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Plaster Maintenance in Your Old Home

Is plaster worth keeping? In short, yes! Plaster is a historic feature of old homes that was designed to last and is more durable than modern drywall, which entered the scene in the 1950s. If mixed and installed properly, plaster has a lot of great benefits. It is more resistant to dents and plaster walls and ceilings can last for centuries. It's also more energy-efficient, absorbs more noise and is more fire-resistant than drywall. Not to mention, it's one of the things that adds historic charm to your home.

plaster maintenance in your old home

So if you have some minor cracks or holes in your walls or ceilings, it's absolutely worth taking a closer look and seeing if you can repair the plaster. Here are some reasons your home may need plaster repair.

Reasons to Repair Plaster

  1. Settling: As the house settles or soil expands over time, it can cause sagging or cracks.
  2. Excess moisture or humidity: While plaster is resistant to humidity, the moisture can damage lath, which in turn won't hold the plaster in place.
  3. Window/Door replacement: The installation of new windows and doors can cause pressure on plaster. Also, if the new windows and doors are too lightweight, they may not support the weight of the plaster.
  4. Heat: The plaster surrounding a fireplace can crack as the chimney expands and contracts with heat.
  5. Improper installation: One of the biggest reasons plaster fails to last is improper or poor-quality installation. Depending on the severity, you might be able to repair the plaster, but you might need to have it redone.
plaster maintenance in your old home

If the cracks are minor, you can repair them on your own. But if there is significant damage from structural issues, moisture or improper installation, you should refer to a professional to assess and repair. Before we jump into how to repair minor cracks, holes or peeling paint in your plaster walls and ceilings, let's first go over what they're made of.

What Plaster Walls Are Made Of

Typical plaster walls and ceilings are made of plaster and lath. The lath - thin, unfinished wood strips - are attached to the studs horizontally with about a 3/8" (or about a finger-width) gap between each one. Then plaster - a mixture of powdered lime, sand, and fibers (often horsehair) - is applied, most commonly in three coats. The plaster oozes between the gaps in the lath and when it dries, it creates a dense, rock-hard coating that's nearly one inch thick.

plaster and lath

How to Repair Cracks in Plaster

Plaster may be the old way of doing things, but you can use tools and materials that you'll find at your local hardware store to repair them. If you have larger cracks, cracks that seem to be expanding or they are due to structural movement, we recommend you have a professional assess the damage. If your cracks are smaller, keep reading!

Fine, hairline cracks can be filled easily with a patching material. If you have cracks that reopen with seasonal humidity change, you can repair them following the instructions below.


  • Utility knife or 5-in-1 tool
  • Shop vacuum
  • Spray bottle or plaster bonding agent
  • Drywall knife (6")
  • Plaster or gyprock
  • 150-grit sandpaper


Prep for Repair

  • First, you'll want to slice open the crack with a utility knife and remove any loose material, using your shop vac to clean it out. Be gentle and work slowly.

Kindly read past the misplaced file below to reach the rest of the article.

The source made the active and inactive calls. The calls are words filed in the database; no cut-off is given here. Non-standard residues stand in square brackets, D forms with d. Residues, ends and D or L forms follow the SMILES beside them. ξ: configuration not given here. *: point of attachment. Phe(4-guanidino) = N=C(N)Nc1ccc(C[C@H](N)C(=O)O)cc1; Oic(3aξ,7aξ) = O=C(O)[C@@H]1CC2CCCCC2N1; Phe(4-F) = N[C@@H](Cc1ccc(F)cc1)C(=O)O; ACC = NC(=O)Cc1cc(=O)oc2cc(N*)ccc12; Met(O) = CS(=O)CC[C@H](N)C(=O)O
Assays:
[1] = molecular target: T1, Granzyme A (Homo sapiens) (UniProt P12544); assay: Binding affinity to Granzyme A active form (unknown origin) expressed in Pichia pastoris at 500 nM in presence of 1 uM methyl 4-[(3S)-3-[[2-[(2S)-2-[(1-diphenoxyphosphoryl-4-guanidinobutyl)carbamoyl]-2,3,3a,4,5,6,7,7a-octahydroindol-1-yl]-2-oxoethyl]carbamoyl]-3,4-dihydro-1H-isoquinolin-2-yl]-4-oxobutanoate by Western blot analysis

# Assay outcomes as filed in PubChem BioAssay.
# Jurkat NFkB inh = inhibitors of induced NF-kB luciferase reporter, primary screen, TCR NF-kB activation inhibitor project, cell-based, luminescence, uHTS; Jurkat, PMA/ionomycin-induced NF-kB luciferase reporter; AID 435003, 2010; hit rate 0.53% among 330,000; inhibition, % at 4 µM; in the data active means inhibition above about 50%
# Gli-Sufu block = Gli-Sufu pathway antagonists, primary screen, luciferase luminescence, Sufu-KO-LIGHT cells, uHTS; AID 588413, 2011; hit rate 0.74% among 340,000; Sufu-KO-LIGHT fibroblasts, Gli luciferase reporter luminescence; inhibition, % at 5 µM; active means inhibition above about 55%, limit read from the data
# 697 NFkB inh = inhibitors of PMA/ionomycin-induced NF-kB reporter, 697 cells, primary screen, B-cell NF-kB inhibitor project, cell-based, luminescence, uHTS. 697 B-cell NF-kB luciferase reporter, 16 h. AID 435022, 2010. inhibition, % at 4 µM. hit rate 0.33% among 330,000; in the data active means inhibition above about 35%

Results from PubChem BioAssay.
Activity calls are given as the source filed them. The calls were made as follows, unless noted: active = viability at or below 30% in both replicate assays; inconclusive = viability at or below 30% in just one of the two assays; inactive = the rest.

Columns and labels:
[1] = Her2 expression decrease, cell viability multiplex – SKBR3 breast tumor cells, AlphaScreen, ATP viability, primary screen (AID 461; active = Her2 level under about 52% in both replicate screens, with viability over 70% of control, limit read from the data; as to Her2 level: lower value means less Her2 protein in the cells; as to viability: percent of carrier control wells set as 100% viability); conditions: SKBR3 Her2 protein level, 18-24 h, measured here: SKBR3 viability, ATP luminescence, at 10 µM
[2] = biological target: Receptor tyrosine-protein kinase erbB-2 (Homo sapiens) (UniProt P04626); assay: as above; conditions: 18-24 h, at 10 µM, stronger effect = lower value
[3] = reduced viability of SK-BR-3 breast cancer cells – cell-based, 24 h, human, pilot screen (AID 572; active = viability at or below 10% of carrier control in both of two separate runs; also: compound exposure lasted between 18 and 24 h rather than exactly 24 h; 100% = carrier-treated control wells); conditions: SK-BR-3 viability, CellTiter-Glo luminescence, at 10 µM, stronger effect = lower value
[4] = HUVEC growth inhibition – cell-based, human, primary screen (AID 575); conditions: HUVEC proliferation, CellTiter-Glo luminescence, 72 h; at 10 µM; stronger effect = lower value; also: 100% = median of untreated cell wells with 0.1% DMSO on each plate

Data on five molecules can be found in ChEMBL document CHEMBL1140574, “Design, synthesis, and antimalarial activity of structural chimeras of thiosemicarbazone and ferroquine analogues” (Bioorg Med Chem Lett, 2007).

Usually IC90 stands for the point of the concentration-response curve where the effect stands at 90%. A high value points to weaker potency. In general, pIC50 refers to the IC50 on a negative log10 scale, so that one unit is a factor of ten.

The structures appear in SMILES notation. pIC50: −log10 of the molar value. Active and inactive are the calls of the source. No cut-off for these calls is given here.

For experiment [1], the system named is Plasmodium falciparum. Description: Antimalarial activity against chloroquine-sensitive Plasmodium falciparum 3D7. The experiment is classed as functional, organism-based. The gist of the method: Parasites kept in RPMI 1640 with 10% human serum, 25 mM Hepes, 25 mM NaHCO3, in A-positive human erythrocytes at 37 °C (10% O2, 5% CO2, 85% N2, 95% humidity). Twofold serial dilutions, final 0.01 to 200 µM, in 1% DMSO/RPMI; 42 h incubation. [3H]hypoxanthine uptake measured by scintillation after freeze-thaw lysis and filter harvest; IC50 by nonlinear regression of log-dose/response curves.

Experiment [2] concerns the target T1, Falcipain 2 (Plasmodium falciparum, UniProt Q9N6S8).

how to repair cracks in plaster in your old home

Apply Plaster & Sand

  • Lightly wet the plaster with water using a spray bottle so that it does not dry out your patch too quickly. Alternately, you can use a plaster bonding agent.
  • Mix your plaster and apply a thin layer over the crack, smoothing it over so there are no wrinkles or air bubbles. Let it dry completely.
  • Add another layer of plaster and smooth it out so it's flush with the rest of the wall or ceiling. Let it dry completely.
  • Using your 150-grit sandpaper, smooth the larger bumps and ridges
  • Inspect the surface for any dips. If your repair needs a little more blending, apply a third layer. When it's completely dry, sand it again very lightly.


  • Use your shop vacuum to clean up the dust and wipe the surface down with a dry cloth.

How to Repair Holes in Plaster Walls

If you have holes in your walls that are larger than 4 inches or any holes in your ceiling, we recommend consulting a professional. But if you have smaller holes that are less than four inches in diameter, you can repair them with 2 coats of plaster.

First, you'll apply a base coat using a trowel to fill the hole and then scrape it away below the level of the existing plaster. When that base coat sets (but is not fully dry), apply a second coat and smooth it over until you have a level surface. And voila, that's it!

repairing holes in plaster walls in your old home

How to Repair Peeling Paint on Plaster

Is the paint on your plaster walls peeling? This usually occurs when many layers of paint have been applied over the years. Older paints had calcium in it, which, when combined with plaster could cause it to peel over time.

To fix this problem, you'll need to remove the paint instead of painting over it yet again. You can use a wallpaper steamer and plaster knife to gently remove the older layers of paint. After you remove all the paint, wipe the walls down with a damp rag, trying not to get them too wet. Allow the plaster to dry for 24 hours before repainting.

Best of luck bringing the love back into your historic plaster walls!

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